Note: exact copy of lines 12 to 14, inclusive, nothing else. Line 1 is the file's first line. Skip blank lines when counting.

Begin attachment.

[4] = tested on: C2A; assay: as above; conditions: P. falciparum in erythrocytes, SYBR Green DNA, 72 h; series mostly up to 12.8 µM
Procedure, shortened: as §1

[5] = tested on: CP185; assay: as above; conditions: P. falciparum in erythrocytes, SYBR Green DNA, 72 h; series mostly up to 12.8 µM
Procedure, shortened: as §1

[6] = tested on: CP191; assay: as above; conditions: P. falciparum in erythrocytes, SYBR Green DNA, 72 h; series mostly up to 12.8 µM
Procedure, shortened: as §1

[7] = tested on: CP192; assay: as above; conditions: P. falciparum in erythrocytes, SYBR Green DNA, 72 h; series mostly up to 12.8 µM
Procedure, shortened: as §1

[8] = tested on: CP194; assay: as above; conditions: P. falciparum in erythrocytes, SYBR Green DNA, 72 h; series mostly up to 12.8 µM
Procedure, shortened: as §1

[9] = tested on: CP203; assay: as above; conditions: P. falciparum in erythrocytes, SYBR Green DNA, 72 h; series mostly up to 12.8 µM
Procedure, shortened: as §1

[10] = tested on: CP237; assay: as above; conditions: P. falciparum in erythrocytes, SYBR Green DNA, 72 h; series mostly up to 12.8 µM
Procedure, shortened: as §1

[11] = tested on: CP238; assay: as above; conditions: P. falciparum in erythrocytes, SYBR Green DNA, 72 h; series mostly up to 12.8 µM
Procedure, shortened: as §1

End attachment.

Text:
Procedure, shortened: as §1

[10] = tested on: CP237; assay: as above; conditions: P. falciparum in erythrocytes, SYBR Green DNA, 72 h; series mostly up to 12.8 µM
Procedure, shortened: as §1